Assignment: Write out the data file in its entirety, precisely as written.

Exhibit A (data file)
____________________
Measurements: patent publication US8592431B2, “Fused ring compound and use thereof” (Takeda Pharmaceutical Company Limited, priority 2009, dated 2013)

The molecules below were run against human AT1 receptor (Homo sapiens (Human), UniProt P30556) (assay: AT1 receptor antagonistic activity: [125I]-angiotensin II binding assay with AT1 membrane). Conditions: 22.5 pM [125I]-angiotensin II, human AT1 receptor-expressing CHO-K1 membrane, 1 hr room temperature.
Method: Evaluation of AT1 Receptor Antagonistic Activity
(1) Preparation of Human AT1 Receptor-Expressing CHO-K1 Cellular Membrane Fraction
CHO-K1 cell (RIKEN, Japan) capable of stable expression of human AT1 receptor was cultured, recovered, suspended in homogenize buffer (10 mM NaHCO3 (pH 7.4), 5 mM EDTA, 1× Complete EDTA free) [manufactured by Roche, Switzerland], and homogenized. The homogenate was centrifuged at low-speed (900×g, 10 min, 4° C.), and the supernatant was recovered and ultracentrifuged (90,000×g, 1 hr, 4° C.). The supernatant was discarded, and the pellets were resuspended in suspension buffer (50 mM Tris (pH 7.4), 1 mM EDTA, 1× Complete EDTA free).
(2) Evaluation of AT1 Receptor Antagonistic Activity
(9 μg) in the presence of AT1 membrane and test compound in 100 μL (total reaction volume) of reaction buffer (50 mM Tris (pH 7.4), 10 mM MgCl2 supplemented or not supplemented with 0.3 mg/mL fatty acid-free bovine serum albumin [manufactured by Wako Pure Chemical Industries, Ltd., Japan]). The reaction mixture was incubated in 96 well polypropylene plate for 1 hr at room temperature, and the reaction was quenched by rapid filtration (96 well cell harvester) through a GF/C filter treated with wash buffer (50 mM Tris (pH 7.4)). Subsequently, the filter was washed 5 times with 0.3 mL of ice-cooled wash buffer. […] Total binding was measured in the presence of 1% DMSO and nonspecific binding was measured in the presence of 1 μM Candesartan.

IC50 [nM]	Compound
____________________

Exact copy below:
Measurements: patent publication US8592431B2, “Fused ring compound and use thereof” (Takeda Pharmaceutical Company Limited, priority 2009, dated 2013)

The molecules below were run against human AT1 receptor (Homo sapiens (Human), UniProt P30556) (assay: AT1 receptor antagonistic activity: [125I]-angiotensin II binding assay with AT1 membrane). Conditions: 22.5 pM [125I]-angiotensin II, human AT1 receptor-expressing CHO-K1 membrane, 1 hr room temperature.
Method: Evaluation of AT1 Receptor Antagonistic Activity
(1) Preparation of Human AT1 Receptor-Expressing CHO-K1 Cellular Membrane Fraction
CHO-K1 cell (RIKEN, Japan) capable of stable expression of human AT1 receptor was cultured, recovered, suspended in homogenize buffer (10 mM NaHCO3 (pH 7.4), 5 mM EDTA, 1× Complete EDTA free) [manufactured by Roche, Switzerland], and homogenized. The homogenate was centrifuged at low-speed (900×g, 10 min, 4° C.), and the supernatant was recovered and ultracentrifuged (90,000×g, 1 hr, 4° C.). The supernatant was discarded, and the pellets were resuspended in suspension buffer (50 mM Tris (pH 7.4), 1 mM EDTA, 1× Complete EDTA free).
(2) Evaluation of AT1 Receptor Antagonistic Activity
(9 μg) in the presence of AT1 membrane and test compound in 100 μL (total reaction volume) of reaction buffer (50 mM Tris (pH 7.4), 10 mM MgCl2 supplemented or not supplemented with 0.3 mg/mL fatty acid-free bovine serum albumin [manufactured by Wako Pure Chemical Industries, Ltd., Japan]). The reaction mixture was incubated in 96 well polypropylene plate for 1 hr at room temperature, and the reaction was quenched by rapid filtration (96 well cell harvester) through a GF/C filter treated with wash buffer (50 mM Tris (pH 7.4)). Subsequently, the filter was washed 5 times with 0.3 mL of ice-cooled wash buffer. […] Total binding was measured in the presence of 1% DMSO and nonspecific binding was measured in the presence of 1 μM Candesartan.

IC50 [nM]	Compound